Sociologically speaking, the phenomenon of Opus Dei is not hard to understand. In its original Spanish context, it represented an attempt to harness certain traditional Spanish values--honor, discipline, hierarchy, austerity, and the like--to the project of modernizing a backward national capitalism. For all its talk of inner spirituality, it was, and to a great extent still is, an authoritarian and semi-clandestine enterprise that manages to infiltrate its indoctrinated technocrats, politicos, and administrators into the highest levels of the state. And few supposedly spiritual movements have proved so astute about making money. Opus Dei tries to resolve this contradiction by the two-faced maneuver of not owning in name a huge range of institutions that belong to it in fact. Opus Dei, Allen informs us, is not rich--at least, he adds, not when compared with giant multinational corporations. Neither, on this scale of comparison, is the British monarchy.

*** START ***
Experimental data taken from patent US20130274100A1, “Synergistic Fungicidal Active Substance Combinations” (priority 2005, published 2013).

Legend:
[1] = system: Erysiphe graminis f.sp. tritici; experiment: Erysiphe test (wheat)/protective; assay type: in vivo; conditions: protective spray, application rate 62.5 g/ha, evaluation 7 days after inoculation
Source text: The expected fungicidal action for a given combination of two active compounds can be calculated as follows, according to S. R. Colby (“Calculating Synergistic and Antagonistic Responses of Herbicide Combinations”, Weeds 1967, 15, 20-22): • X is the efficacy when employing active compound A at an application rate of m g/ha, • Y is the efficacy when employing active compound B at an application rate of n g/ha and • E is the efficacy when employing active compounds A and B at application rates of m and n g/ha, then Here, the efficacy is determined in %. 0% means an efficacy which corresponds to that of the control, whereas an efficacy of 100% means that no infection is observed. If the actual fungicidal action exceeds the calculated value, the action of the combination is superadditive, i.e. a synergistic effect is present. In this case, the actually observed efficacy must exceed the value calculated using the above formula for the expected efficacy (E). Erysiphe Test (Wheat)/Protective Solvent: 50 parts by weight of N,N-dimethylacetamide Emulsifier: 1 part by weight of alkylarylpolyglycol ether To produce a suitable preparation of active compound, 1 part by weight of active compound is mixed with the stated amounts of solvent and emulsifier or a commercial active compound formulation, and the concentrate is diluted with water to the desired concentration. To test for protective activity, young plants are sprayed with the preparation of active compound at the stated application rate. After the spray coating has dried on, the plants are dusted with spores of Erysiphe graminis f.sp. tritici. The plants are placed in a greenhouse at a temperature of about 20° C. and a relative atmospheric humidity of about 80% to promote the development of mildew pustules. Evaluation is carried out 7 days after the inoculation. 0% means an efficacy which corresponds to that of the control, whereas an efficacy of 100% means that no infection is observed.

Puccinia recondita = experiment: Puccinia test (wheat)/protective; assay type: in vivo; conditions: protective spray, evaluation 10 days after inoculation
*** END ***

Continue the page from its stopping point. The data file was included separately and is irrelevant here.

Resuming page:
With its spiritual elitism, well-heeled suburban mentality, and penchant for the rich and powerful, Escriva's brainchild long ago set its face against the "option for the poor" in the Catholic Church, one closely associated with Latin American liberation theology. Perhaps this is because its members prefer to read Escriva's theologically illiterate The Way rather than the New Testament. At the beginning of Luke's gospel, Mary, rejoicing in her pregnancy, recites some verses that speak of God as casting down the mighty and elevating the lowly, filling the hungry with good things and sending the rich away empty. Some New Testament scholars believe that the words that Luke puts into Mary's mouth are a kind of Zealot chant--the Zealots being underground anti-imperial revolutionaries of the time devoted to ridding Palestine of its Roman occupiers. Opus Dei is about as remote from this kernel of the Christian Gospel as the God-fearing, gun-toting Pharisees of the rest of the Christian Right.